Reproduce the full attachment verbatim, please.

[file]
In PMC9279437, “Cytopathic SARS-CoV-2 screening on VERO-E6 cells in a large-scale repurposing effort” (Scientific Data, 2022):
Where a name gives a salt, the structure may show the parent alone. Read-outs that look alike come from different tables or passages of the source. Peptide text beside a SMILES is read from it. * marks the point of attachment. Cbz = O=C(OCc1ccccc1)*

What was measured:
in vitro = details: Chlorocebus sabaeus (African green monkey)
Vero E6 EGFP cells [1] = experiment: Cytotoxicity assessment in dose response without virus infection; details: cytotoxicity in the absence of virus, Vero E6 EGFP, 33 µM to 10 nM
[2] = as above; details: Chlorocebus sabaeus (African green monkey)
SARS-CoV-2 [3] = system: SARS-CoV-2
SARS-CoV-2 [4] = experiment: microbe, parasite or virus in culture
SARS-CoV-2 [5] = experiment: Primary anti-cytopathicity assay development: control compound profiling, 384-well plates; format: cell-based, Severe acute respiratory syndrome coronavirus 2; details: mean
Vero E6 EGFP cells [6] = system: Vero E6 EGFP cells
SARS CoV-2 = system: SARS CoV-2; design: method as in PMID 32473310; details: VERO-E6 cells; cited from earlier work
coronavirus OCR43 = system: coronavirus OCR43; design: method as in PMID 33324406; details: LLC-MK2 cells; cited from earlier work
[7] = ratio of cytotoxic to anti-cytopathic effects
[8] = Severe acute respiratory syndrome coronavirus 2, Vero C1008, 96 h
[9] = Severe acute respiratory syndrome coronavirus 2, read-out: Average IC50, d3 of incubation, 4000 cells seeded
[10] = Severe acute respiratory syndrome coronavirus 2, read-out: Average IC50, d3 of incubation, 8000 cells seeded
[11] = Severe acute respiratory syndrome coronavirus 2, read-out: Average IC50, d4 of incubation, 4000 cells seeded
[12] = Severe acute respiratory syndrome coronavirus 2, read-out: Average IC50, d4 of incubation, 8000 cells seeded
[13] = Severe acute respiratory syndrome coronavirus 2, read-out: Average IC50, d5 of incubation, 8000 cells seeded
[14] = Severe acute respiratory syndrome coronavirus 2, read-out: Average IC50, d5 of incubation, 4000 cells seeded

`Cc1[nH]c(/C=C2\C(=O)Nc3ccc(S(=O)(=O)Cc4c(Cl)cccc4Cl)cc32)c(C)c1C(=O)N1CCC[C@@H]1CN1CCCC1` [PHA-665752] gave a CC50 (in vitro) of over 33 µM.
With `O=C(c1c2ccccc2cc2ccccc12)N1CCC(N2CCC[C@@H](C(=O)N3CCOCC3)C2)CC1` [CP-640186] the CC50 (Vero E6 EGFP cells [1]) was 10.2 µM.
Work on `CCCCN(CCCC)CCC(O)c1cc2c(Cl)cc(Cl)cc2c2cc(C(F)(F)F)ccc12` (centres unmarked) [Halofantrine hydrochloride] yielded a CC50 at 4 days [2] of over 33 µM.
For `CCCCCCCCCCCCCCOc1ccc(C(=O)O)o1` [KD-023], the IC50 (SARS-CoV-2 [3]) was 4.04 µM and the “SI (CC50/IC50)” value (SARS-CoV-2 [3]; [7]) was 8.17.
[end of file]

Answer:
In PMC9279437, “Cytopathic SARS-CoV-2 screening on VERO-E6 cells in a large-scale repurposing effort” (Scientific Data, 2022):
Where a name gives a salt, the structure may show the parent alone. Read-outs that look alike come from different tables or passages of the source. Peptide text beside a SMILES is read from it. * marks the point of attachment. Cbz = O=C(OCc1ccccc1)*

What was measured:
in vitro = details: Chlorocebus sabaeus (African green monkey)
Vero E6 EGFP cells [1] = experiment: Cytotoxicity assessment in dose response without virus infection; details: cytotoxicity in the absence of virus, Vero E6 EGFP, 33 µM to 10 nM
[2] = as above; details: Chlorocebus sabaeus (African green monkey)
SARS-CoV-2 [3] = system: SARS-CoV-2
SARS-CoV-2 [4] = experiment: microbe, parasite or virus in culture
SARS-CoV-2 [5] = experiment: Primary anti-cytopathicity assay development: control compound profiling, 384-well plates; format: cell-based, Severe acute respiratory syndrome coronavirus 2; details: mean
Vero E6 EGFP cells [6] = system: Vero E6 EGFP cells
SARS CoV-2 = system: SARS CoV-2; design: method as in PMID 32473310; details: VERO-E6 cells; cited from earlier work
coronavirus OCR43 = system: coronavirus OCR43; design: method as in PMID 33324406; details: LLC-MK2 cells; cited from earlier work
[7] = ratio of cytotoxic to anti-cytopathic effects
[8] = Severe acute respiratory syndrome coronavirus 2, Vero C1008, 96 h
[9] = Severe acute respiratory syndrome coronavirus 2, read-out: Average IC50, d3 of incubation, 4000 cells seeded
[10] = Severe acute respiratory syndrome coronavirus 2, read-out: Average IC50, d3 of incubation, 8000 cells seeded
[11] = Severe acute respiratory syndrome coronavirus 2, read-out: Average IC50, d4 of incubation, 4000 cells seeded
[12] = Severe acute respiratory syndrome coronavirus 2, read-out: Average IC50, d4 of incubation, 8000 cells seeded
[13] = Severe acute respiratory syndrome coronavirus 2, read-out: Average IC50, d5 of incubation, 8000 cells seeded
[14] = Severe acute respiratory syndrome coronavirus 2, read-out: Average IC50, d5 of incubation, 4000 cells seeded

`Cc1[nH]c(/C=C2\C(=O)Nc3ccc(S(=O)(=O)Cc4c(Cl)cccc4Cl)cc32)c(C)c1C(=O)N1CCC[C@@H]1CN1CCCC1` [PHA-665752] gave a CC50 (in vitro) of over 33 µM.
With `O=C(c1c2ccccc2cc2ccccc12)N1CCC(N2CCC[C@@H](C(=O)N3CCOCC3)C2)CC1` [CP-640186] the CC50 (Vero E6 EGFP cells [1]) was 10.2 µM.
Work on `CCCCN(CCCC)CCC(O)c1cc2c(Cl)cc(Cl)cc2c2cc(C(F)(F)F)ccc12` (centres unmarked) [Halofantrine hydrochloride] yielded a CC50 at 4 days [2] of over 33 µM.
For `CCCCCCCCCCCCCCOc1ccc(C(=O)O)o1` [KD-023], the IC50 (SARS-CoV-2 [3]) was 4.04 µM and the “SI (CC50/IC50)” value (SARS-CoV-2 [3]; [7]) was 8.17.